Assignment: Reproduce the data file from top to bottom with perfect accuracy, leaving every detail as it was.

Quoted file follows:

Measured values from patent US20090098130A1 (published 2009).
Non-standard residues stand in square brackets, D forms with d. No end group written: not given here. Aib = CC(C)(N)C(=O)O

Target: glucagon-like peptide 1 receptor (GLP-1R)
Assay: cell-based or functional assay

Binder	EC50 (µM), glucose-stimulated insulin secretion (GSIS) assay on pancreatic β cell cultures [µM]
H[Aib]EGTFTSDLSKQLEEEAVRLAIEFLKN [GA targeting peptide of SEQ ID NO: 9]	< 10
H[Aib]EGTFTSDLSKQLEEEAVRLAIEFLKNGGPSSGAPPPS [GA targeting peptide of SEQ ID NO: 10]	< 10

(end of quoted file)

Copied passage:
Measured values from patent US20090098130A1 (published 2009).
Non-standard residues stand in square brackets, D forms with d. No end group written: not given here. Aib = CC(C)(N)C(=O)O

Target: glucagon-like peptide 1 receptor (GLP-1R)
Assay: cell-based or functional assay

Binder	EC50 (µM), glucose-stimulated insulin secretion (GSIS) assay on pancreatic β cell cultures [µM]
H[Aib]EGTFTSDLSKQLEEEAVRLAIEFLKN [GA targeting peptide of SEQ ID NO: 9]	< 10
H[Aib]EGTFTSDLSKQLEEEAVRLAIEFLKNGGPSSGAPPPS [GA targeting peptide of SEQ ID NO: 10]	< 10